According to the Labor Department, U.S. employers slashed 85,000 jobs from their payrolls in December. The decline was small enough to hold the nation's unemployment rate steady at 10 percent, but analysts expected monthly job losses to be less than 10 percent of the actual tally.
Wall Street opened lower on the news, but the broader indices managed to claw their way back into positive territory by the end of the session Friday.
Earlier in the week, the government reported orders to U.S. factories rose 1.1 percent in November as strong demand for everything from steel, industrial machinery and computers offset weakness in automobile and truck sales.
The White House cited Friday's jobless report as the President began to push for another $5 billion to help create much-needed jobs in green energy and manufacturing. The Obama Administration also worked on damage control in the agricultural sector this week after the government of Taiwan announced a ban on imports of some U.S. beef products over concerns about mad cow disease.
USDA officials and U.S. beef producers have long argued U.S. beef is safe. The Office of the U.S. Trade Representative and USDA released a joint statement this week, expressing their disappointment stating, "The measures do not have a basis in science and constitute a unilateral violation of the bilateral agreement concluded in good faith by the United States with Taiwan a little over two months ago."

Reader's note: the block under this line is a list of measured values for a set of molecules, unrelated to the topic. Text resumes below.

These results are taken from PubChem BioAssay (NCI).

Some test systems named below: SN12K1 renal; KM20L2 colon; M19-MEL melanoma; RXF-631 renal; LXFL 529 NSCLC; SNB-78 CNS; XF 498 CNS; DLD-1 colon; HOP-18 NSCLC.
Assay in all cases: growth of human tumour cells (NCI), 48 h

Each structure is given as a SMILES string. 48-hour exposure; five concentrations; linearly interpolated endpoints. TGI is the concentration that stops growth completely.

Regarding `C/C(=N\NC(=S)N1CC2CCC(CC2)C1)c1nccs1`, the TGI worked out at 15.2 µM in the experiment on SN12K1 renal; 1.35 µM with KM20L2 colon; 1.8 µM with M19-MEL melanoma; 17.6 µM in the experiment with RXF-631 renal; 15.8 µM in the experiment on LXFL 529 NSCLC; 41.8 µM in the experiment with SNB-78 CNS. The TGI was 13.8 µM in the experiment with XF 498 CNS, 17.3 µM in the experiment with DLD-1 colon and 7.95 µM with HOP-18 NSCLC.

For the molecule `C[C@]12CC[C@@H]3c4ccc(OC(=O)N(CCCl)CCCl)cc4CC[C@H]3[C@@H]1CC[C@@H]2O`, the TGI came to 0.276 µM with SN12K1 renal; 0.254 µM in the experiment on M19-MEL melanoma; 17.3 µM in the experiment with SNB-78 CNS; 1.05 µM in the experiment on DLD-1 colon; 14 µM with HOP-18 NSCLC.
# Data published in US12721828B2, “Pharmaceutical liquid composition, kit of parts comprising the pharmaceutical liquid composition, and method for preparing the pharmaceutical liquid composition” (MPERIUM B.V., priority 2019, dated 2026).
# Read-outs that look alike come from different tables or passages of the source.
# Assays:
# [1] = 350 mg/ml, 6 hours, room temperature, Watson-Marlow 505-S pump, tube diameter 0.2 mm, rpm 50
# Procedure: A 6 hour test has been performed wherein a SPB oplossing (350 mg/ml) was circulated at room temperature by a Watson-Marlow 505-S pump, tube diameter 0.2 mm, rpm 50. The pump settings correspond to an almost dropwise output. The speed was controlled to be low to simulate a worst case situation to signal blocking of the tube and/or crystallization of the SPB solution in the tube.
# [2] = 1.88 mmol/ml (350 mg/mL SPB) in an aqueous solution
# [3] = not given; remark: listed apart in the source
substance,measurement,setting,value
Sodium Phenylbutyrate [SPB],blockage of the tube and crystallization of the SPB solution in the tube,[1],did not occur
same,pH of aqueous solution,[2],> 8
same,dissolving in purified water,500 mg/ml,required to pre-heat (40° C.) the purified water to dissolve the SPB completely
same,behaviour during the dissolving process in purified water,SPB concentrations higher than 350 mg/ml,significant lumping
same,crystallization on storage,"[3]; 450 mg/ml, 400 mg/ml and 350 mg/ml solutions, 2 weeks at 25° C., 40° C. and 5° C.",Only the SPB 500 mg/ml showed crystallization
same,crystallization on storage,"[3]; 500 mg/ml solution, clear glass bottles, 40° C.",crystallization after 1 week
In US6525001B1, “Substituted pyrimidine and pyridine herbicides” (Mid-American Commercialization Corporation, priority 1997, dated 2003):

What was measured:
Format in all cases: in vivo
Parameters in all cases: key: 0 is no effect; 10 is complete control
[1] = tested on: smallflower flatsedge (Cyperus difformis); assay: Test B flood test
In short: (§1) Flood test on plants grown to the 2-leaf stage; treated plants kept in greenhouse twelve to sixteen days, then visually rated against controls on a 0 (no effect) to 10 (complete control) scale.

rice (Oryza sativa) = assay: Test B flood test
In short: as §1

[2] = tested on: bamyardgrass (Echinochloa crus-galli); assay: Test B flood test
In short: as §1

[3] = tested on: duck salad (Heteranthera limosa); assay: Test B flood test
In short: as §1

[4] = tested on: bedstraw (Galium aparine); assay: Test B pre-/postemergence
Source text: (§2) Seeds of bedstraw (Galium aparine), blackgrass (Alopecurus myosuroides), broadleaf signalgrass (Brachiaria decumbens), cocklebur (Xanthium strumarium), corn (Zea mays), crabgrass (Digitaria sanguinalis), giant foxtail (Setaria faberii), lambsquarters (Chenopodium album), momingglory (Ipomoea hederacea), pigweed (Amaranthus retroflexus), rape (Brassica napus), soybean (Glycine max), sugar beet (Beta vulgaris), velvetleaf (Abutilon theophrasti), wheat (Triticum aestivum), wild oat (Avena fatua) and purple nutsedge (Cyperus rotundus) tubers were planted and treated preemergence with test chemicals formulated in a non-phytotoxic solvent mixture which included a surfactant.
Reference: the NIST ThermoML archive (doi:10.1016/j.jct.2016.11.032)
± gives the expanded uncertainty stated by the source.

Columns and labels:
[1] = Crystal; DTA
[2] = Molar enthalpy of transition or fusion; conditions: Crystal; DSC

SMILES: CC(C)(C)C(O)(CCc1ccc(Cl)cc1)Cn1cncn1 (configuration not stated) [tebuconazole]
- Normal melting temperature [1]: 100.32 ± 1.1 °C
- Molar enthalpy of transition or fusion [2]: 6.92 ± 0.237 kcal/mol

U.S. experts on Taiwan issues are concerned the recent move could hamper progress in bilateral economic and trade relations -- including the signing of a free trade agreement.
According to the United States Meat Export Federation -- the marketing arm for U.S. red meat funded by USDA -- the import of boneless and bone-in beef muscle cuts from animals under 30 months of age will continue.
According to USDA statistics, Taiwan purchased $128 million worth of beef products from the United States in 2008 making it the sixth largest market for U.S. beef.